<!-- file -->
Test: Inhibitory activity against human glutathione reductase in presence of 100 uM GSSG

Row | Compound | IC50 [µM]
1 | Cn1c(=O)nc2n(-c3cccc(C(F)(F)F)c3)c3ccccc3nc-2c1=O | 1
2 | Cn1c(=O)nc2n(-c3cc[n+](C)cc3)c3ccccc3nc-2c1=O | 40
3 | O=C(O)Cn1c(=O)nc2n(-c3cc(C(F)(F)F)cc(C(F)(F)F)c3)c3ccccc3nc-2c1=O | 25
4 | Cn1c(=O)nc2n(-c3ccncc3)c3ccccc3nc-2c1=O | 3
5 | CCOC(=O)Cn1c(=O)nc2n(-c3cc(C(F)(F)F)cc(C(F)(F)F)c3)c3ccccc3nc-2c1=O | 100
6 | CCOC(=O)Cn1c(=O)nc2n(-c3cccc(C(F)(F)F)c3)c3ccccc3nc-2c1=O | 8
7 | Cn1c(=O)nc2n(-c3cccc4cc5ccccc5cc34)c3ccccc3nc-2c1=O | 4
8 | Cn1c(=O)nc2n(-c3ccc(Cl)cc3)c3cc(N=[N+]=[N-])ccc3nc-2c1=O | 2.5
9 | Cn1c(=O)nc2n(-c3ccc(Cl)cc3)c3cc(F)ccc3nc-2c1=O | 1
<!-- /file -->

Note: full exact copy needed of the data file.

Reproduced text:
Test: Inhibitory activity against human glutathione reductase in presence of 100 uM GSSG

Row | Compound | IC50 [µM]
1 | Cn1c(=O)nc2n(-c3cccc(C(F)(F)F)c3)c3ccccc3nc-2c1=O | 1
2 | Cn1c(=O)nc2n(-c3cc[n+](C)cc3)c3ccccc3nc-2c1=O | 40
3 | O=C(O)Cn1c(=O)nc2n(-c3cc(C(F)(F)F)cc(C(F)(F)F)c3)c3ccccc3nc-2c1=O | 25
4 | Cn1c(=O)nc2n(-c3ccncc3)c3ccccc3nc-2c1=O | 3
5 | CCOC(=O)Cn1c(=O)nc2n(-c3cc(C(F)(F)F)cc(C(F)(F)F)c3)c3ccccc3nc-2c1=O | 100
6 | CCOC(=O)Cn1c(=O)nc2n(-c3cccc(C(F)(F)F)c3)c3ccccc3nc-2c1=O | 8
7 | Cn1c(=O)nc2n(-c3cccc4cc5ccccc5cc34)c3ccccc3nc-2c1=O | 4
8 | Cn1c(=O)nc2n(-c3ccc(Cl)cc3)c3cc(N=[N+]=[N-])ccc3nc-2c1=O | 2.5
9 | Cn1c(=O)nc2n(-c3ccc(Cl)cc3)c3cc(F)ccc3nc-2c1=O | 1